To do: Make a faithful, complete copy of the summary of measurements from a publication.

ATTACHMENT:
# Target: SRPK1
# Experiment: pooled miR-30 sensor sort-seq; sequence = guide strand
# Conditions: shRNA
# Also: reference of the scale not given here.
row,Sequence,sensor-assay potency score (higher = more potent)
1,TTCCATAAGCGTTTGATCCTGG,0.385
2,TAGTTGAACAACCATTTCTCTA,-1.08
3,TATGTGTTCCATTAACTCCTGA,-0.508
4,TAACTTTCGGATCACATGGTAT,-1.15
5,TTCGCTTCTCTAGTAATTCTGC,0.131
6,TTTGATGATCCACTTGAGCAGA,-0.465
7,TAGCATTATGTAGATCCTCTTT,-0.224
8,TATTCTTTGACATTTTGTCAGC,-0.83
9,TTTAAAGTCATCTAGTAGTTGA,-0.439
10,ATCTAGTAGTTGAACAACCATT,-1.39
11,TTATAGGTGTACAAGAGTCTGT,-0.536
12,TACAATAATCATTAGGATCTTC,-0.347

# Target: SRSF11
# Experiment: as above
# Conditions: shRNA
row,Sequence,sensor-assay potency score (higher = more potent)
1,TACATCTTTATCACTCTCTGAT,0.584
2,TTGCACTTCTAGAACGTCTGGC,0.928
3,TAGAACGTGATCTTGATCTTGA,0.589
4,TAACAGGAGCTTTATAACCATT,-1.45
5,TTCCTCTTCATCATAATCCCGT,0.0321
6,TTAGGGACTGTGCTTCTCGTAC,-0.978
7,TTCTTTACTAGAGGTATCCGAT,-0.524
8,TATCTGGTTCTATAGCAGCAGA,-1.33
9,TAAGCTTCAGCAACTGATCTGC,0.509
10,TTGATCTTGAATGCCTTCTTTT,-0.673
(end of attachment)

# Target: SRPK1
# Experiment: pooled miR-30 sensor sort-seq; sequence = guide strand
# Conditions: shRNA
# Also: reference of the scale not given here.
row,Sequence,sensor-assay potency score (higher = more potent)
1,TTCCATAAGCGTTTGATCCTGG,0.385
2,TAGTTGAACAACCATTTCTCTA,-1.08
3,TATGTGTTCCATTAACTCCTGA,-0.508
4,TAACTTTCGGATCACATGGTAT,-1.15
5,TTCGCTTCTCTAGTAATTCTGC,0.131
6,TTTGATGATCCACTTGAGCAGA,-0.465
7,TAGCATTATGTAGATCCTCTTT,-0.224
8,TATTCTTTGACATTTTGTCAGC,-0.83
9,TTTAAAGTCATCTAGTAGTTGA,-0.439
10,ATCTAGTAGTTGAACAACCATT,-1.39
11,TTATAGGTGTACAAGAGTCTGT,-0.536
12,TACAATAATCATTAGGATCTTC,-0.347

# Target: SRSF11
# Experiment: as above
# Conditions: shRNA
row,Sequence,sensor-assay potency score (higher = more potent)
1,TACATCTTTATCACTCTCTGAT,0.584
2,TTGCACTTCTAGAACGTCTGGC,0.928
3,TAGAACGTGATCTTGATCTTGA,0.589
4,TAACAGGAGCTTTATAACCATT,-1.45
5,TTCCTCTTCATCATAATCCCGT,0.0321
6,TTAGGGACTGTGCTTCTCGTAC,-0.978
7,TTCTTTACTAGAGGTATCCGAT,-0.524
8,TATCTGGTTCTATAGCAGCAGA,-1.33
9,TAAGCTTCAGCAACTGATCTGC,0.509
10,TTGATCTTGAATGCCTTCTTTT,-0.673